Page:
He may not have been successful in a bid to become the next leader of the Conservative party and Prime Minister, but it would be impossible not to recognise Rory Stewart as the candidate who has gained more than any other during the campaign.
As so often stated, Stewart began his leadership campaign as the underdog in a contest expected to be won by Boris Johnson, ahead of the likes of Jeremy Hunt and Michael Gove. All three have represented the Conservative party in Westminster for much longer than Rory Stewart and as such, began the campaign with the advantage of being much more well-known – both to Conservative members and the wider public.
Admittedly, it wasn’t until around six months ago that I became familiar with the name of Rory Stewart myself, with an interview with LBC’s James O’Brien drawing attention to a man who instantly impressed, coming across as a politician willing to carefully consider detail and consequence, and also acknowledging a need to take a broad range of perspectives into account in order to seek a unifying solution.
For a politician to speak sensibly on a topic such as Brexit without feeling it necessary to express one of the more extreme views was quite refreshing, and there was a clear explanation behind the reasons for the stance being taken.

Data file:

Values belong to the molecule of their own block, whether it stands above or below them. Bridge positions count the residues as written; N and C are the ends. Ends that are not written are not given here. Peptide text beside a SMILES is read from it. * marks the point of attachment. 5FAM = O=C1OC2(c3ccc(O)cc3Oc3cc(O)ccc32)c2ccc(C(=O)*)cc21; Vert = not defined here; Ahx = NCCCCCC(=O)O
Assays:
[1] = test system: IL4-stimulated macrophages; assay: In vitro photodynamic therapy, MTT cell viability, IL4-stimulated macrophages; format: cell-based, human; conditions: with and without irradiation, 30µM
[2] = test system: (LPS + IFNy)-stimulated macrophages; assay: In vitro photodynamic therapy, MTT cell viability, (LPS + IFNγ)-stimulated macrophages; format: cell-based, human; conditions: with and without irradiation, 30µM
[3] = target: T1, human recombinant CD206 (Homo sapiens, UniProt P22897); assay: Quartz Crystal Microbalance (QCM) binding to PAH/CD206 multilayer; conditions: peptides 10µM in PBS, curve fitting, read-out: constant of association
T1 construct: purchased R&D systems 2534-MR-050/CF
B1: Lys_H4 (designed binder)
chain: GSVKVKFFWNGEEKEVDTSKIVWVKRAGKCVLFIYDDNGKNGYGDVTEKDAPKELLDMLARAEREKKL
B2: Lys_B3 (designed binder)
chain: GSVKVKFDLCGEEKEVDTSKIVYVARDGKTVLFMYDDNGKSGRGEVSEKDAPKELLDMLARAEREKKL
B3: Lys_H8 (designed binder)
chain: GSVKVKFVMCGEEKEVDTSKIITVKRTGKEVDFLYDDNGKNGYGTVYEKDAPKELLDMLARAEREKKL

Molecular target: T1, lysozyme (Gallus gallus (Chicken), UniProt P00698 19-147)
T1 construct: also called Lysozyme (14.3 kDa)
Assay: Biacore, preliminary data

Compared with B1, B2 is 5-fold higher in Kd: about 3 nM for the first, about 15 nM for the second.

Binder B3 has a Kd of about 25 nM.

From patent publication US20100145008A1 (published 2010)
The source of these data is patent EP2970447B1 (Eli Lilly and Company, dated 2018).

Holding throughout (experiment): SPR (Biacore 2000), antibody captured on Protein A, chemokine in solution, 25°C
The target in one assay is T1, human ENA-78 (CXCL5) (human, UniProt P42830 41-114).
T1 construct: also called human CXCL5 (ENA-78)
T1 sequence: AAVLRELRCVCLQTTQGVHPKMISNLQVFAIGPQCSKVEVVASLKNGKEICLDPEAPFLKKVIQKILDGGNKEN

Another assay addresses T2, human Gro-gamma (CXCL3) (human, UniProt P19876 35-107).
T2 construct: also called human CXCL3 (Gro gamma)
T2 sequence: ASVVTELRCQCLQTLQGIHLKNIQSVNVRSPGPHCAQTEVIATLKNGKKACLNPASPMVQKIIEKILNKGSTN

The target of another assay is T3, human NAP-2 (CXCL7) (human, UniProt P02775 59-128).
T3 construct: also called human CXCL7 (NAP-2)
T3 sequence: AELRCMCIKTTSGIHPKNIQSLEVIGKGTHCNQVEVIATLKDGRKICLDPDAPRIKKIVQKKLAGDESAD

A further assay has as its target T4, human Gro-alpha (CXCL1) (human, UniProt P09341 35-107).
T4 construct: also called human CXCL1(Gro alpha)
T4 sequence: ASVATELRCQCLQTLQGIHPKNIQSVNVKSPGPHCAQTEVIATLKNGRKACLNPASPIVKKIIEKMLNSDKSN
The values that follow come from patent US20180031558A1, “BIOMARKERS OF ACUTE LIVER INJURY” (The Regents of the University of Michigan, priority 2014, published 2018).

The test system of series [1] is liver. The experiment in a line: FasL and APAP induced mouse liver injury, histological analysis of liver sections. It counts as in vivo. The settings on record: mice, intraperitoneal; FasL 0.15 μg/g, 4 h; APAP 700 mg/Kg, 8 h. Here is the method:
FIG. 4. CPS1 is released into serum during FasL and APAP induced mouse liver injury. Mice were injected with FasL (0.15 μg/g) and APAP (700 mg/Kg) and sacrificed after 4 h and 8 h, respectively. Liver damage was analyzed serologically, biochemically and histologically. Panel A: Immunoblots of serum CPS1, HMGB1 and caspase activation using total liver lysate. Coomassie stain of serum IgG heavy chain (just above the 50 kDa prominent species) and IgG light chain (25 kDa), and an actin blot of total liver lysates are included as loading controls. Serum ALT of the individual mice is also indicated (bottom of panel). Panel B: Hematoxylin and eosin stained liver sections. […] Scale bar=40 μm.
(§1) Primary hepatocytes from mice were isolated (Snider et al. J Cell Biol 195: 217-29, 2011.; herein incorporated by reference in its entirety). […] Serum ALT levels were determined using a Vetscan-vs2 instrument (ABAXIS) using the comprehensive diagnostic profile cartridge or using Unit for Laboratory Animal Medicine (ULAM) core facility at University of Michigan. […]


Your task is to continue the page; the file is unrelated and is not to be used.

In contrast, to listen to someone like Jacob Rees-Mogg is to hear a man who often presents himself as an authority on any topic, demonstrating little or no ability to take onboard other points of view without insisting that those disagreeing with him are wrong or mistaken.
And Nigel Farage has made a huge success in attracting people towards his way of thinking by loudly proclaiming a strong argument supporting his point of view – albeit a rather one-sided argument which is instantly dismissive of any facts that are inconvenient – and using emotive language to gain supporters.
Whilst Stewart was obviously clear in his thinking, there was nothing rehearsed about an interview which resembled a couple of blokes having a calm and casual discussion in a pub.
There has been none of Theresa May’s tired soundbites that other MPs, particularly some of those serving as Cabinet Ministers, are so fond of reinforcing. Instead, here was a Tory politician who actually sounded like a normal human being.
And it wasn’t only incredibly refreshing to listen to, but when all of the warring viewpoints of Brexit are taken into account, the view held by Stewart on why the Withdrawal Agreement was something that should be supported was more persuasive than I thought possible, given the fierce opposition from virtually every side of the Brexit debate.
Contrary to other, more high profile figures, Stewart had arrived at his conclusion by taking the whole country into account, rather than furiously fighting for the implementation of his own personal view of what Brexit should look like – again, contrary to a strategy adopted by so many other politicians, who have declared their own personal view as somehow representative of an entire half of the electorate.
It showed an ability to compromise, and to put the nation’s interests above his own, or indeed those of a party containing huge numbers of MPs hellbent on fighting for the most aggressive split from the EU.